The Centre Party (Eesti Kekerakond) is a nominally centrist/centre-left party under the leadership of veteran politician and former mayor of Tallinn, Edgar Savisaar. The latter was suspended from the mayor’s office on September 30th, 2015, following accusations of corruption. Eesti Keskerakond is currently represented with 27 MPs in the parliament making it the second largest party in its own right. A closer examination can demonstrate that the Centre Party is one more post-Communist political organization which is not easy to locate with high accuracy along the traditional left-right axis. Although it tends to strike a leftist stance in sectors such as the economy and social welfare, its political values over other areas of engagement appear to lean towards a socially conservative angle (e.g. the Centre Party’s reservations over the new legal framework on LGBT rights in Estonia). The party has been particularly popular among elderly voters and Estonia’s Russophone minority. With regard to foreign policy, it has called for a new modus vivendi with Moscow and advocates for the less intensive involvement of NATO in the Baltic Sea region.
A relatively new party of the populist right, the Estonian Conservative People’s Party (EKRE) delivered an impressive performance in the latest parliamentary elections garnering 8.1% of the vote. EKRE’s appeal seems to be on the rise and it currently stands as the third most popular party. The party-chairman, Mart Helme, had served as Estonia’s ambassador to Russia between 1995 and 1999. EKRE’s agenda largely capitalizes on identity politics. The party has repeatedly protested against the recent adoption of a legal framework on LGBT rights by the Riigikogu and harbours fears that the EU’s refugee quotas arrangement may open the floodgate for Europe’s gradual ‘Islamization’. In regards to security policies, EKRE contends that greater attention must be paid towards upgrading the potential of Estonian armed forces to such an extent that they, themselves, would be highly capable of resisting a Russian offensive.
Selecting and endorsing the presidential candidates: A blurry atmosphere
The nomination and endorsement of their candidate turned out to be a lengthy and complex procedure for the Reform Party. As early as late March, the former EU Commissioner and honorary Reform Party chairman, Siim Kallas, announced his intention to run for President. Nevertheless, the state of affairs became rather complicated following the interest of Marina Kaljurand to run as an independent candidate for the Estonian presidency. An independent politician, nominated by RP, Kaljurand served as Minister of Foreign Affairs between July 16th, 2015, and September 12th, 2016. A key aspect which rendered the final selection a particularly intricate task for the Reform Party was Kaljurand’s high popular appeal. As late as mid-August, she remained the most popular potential candidate for the Estonian presidency according to a series of public surveys.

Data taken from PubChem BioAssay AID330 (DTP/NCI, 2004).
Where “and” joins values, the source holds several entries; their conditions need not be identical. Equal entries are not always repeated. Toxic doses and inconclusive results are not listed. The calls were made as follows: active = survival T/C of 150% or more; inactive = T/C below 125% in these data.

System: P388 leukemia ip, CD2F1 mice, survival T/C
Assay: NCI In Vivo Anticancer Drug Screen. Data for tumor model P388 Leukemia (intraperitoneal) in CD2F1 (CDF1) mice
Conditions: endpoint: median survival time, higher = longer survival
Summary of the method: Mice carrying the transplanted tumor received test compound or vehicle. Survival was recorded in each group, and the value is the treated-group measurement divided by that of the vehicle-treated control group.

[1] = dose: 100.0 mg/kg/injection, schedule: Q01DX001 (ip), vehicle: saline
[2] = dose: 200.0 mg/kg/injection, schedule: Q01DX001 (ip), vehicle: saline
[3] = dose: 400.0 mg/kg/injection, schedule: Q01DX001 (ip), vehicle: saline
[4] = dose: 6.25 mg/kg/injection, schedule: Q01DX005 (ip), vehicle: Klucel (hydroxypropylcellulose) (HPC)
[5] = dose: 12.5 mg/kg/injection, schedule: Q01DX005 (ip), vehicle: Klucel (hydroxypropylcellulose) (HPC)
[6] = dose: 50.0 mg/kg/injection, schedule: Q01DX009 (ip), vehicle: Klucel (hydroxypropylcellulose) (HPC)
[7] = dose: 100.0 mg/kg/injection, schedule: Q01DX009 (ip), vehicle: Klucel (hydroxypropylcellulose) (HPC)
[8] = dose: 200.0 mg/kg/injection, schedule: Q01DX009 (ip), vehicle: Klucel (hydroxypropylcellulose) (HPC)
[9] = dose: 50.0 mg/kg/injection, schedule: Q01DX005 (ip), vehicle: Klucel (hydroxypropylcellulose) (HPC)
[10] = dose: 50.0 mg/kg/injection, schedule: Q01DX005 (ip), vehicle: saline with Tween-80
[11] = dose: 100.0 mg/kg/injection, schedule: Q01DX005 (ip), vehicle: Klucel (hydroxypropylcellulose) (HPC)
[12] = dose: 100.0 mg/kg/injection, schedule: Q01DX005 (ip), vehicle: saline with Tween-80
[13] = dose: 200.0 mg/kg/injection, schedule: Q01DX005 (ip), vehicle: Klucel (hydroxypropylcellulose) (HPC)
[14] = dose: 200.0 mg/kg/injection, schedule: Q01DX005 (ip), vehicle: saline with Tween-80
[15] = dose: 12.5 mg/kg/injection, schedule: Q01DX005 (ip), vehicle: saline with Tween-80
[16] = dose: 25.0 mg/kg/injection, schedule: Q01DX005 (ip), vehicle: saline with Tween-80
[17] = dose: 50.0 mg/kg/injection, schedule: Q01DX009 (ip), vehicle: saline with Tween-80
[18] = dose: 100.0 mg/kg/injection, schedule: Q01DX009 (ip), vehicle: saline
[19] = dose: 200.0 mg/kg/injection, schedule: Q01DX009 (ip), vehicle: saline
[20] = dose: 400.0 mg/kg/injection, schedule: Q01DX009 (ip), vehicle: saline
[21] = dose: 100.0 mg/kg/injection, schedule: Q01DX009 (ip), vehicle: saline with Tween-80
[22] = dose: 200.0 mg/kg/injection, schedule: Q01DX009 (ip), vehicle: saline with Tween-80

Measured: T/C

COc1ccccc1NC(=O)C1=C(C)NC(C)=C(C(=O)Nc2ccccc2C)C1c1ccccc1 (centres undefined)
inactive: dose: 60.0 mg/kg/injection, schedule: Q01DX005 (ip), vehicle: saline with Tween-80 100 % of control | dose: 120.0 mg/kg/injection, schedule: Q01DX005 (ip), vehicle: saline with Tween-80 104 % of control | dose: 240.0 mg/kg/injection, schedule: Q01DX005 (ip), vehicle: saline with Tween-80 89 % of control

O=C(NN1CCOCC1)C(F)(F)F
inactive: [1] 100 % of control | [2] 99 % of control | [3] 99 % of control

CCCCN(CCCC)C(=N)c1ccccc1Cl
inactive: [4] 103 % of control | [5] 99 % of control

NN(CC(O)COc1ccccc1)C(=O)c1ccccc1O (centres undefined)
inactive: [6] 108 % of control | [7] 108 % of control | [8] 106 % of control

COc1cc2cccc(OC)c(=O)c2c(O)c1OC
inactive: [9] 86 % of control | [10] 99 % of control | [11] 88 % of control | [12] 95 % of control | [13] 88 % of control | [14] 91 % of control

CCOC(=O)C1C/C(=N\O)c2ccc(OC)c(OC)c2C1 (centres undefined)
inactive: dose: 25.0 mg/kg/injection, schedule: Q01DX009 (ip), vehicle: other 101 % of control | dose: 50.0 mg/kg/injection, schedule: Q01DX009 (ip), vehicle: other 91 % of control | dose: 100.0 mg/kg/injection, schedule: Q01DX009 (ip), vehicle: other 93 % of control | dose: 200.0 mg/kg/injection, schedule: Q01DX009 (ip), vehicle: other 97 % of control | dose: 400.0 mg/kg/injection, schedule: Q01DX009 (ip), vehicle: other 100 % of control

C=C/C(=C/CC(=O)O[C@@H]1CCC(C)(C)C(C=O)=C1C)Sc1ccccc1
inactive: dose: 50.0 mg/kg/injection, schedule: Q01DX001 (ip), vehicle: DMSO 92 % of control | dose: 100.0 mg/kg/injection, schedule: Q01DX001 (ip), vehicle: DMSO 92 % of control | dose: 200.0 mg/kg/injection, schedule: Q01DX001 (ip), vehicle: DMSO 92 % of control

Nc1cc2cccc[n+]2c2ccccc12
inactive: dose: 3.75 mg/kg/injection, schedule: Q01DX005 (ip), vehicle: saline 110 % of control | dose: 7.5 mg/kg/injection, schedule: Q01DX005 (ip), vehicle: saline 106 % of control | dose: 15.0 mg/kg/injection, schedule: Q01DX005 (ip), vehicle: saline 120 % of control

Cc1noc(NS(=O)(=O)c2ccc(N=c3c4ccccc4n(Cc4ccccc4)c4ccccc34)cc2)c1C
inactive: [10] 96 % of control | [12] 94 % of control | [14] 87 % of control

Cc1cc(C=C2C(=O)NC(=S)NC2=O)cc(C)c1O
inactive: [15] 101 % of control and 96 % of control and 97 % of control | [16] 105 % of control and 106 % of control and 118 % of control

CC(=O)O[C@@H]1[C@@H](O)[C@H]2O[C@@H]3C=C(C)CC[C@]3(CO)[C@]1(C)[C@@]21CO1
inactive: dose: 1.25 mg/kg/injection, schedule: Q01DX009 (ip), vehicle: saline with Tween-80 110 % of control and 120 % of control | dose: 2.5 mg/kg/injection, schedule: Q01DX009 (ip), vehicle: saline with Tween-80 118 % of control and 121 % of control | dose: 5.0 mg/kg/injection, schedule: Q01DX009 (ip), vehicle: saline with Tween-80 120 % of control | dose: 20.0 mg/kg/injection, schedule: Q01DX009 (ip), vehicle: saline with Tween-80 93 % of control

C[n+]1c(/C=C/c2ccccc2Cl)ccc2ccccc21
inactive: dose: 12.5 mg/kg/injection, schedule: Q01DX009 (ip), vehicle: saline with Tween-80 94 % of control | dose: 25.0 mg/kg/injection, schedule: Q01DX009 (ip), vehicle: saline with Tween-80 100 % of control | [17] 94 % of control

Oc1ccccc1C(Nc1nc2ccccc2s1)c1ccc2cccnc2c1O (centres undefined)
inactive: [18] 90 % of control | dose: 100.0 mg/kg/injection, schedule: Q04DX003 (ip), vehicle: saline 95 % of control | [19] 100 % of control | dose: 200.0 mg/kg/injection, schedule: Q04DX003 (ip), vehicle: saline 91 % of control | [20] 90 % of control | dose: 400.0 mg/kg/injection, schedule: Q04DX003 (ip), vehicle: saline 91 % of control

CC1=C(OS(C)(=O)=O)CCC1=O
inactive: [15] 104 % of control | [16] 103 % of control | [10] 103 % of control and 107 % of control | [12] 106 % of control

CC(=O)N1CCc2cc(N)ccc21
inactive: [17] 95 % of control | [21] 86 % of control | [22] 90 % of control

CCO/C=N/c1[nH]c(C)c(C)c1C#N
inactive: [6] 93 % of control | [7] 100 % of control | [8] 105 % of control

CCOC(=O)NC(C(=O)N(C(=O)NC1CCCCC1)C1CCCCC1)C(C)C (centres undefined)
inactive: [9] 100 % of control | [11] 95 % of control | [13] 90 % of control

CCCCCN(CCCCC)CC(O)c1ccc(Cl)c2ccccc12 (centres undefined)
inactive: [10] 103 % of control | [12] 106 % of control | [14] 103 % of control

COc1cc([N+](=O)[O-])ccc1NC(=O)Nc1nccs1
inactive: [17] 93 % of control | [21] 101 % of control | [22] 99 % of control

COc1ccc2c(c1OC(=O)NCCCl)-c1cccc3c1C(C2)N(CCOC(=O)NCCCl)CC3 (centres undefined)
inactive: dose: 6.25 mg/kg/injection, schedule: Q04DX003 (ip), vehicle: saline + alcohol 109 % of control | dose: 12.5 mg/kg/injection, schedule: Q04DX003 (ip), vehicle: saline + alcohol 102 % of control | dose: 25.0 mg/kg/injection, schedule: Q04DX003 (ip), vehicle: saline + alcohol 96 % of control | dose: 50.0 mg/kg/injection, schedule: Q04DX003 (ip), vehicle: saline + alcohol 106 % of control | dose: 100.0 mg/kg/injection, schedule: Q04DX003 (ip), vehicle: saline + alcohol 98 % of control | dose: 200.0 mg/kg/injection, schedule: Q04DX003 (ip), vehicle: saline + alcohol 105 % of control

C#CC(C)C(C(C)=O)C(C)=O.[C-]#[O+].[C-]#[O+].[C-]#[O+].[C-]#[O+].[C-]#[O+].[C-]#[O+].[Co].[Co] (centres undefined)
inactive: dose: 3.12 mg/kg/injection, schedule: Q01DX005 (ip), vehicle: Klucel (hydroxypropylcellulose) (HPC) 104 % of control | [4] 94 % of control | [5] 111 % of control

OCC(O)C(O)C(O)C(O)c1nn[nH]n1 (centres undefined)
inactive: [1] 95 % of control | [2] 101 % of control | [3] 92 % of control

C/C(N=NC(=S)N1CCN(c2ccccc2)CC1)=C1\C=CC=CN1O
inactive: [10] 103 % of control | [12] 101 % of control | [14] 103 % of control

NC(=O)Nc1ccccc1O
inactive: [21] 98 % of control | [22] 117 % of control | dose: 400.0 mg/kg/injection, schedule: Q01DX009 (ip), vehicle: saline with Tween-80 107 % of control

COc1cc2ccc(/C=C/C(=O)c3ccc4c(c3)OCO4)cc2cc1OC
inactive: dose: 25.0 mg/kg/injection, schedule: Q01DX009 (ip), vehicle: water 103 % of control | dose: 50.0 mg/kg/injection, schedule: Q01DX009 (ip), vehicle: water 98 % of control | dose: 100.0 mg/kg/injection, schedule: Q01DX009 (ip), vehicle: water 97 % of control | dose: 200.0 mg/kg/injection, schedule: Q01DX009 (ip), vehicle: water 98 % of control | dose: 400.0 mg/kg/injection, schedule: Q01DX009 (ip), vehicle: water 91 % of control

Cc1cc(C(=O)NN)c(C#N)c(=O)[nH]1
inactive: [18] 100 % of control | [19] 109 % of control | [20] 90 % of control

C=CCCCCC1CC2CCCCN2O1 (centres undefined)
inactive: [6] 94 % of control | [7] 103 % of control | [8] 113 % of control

The atmosphere did not become clearer until late July. In a letter addressed to the RP’s leadership, Kaljurand stated that Siim Kallas should be their candidate in the presidential election at the Riigikogu and ‘if the election of the President should not succeed in the Riigikogu, then I would ask the Reform Party, other parties, and independent members of the Electoral College to support me there’. Soon after, the party leadership affirmed Kallas as their official candidate. In addition to intra-party cleavages within the RP, Kaljurand’s candidacy was externally contested by EKRE. The party’s second-in-command, Martin Helme, and other EKRE MPs repeatedly hinted at her partly Latvian and partly Russian family origins. In their opinion, this caused a discrepancy with Article 79 of the Constitution and the basic requirement for presidential candidates to be ‘Estonian citizens by birth’. This, in turn, triggered a parliamentary row between EKRE and the Social Democrats. Nevertheless, EKRE’s allegations did not take any toll on Kaljurand’s appeal among the country’s public or on her prospective candidacy as such.
At around the same time, the veteran politician and chairman of the Riigikogu, Eiki Nestor, announced his intention to run as the Social Democrats’ candidate. Meanwhile, the former Chancellor of Justice, Allar Jõks, voiced his interest in running for the presidential seat and secured the support of IRL and the smaller (liberal) Free Party. Outside the government coalition, Edgar Savisaar initially expressed his intention to compete for the presidency. Nevertheless, the Centre Party’s parliamentary group ultimately decided to endorse Mailis Reps’ candidacy instead. Lastly, the party-chairman Mart Helme was EKRE’s choice for the presidential race.
A long sequence of unsuccessful ballots (August 29th-30th and September 24th)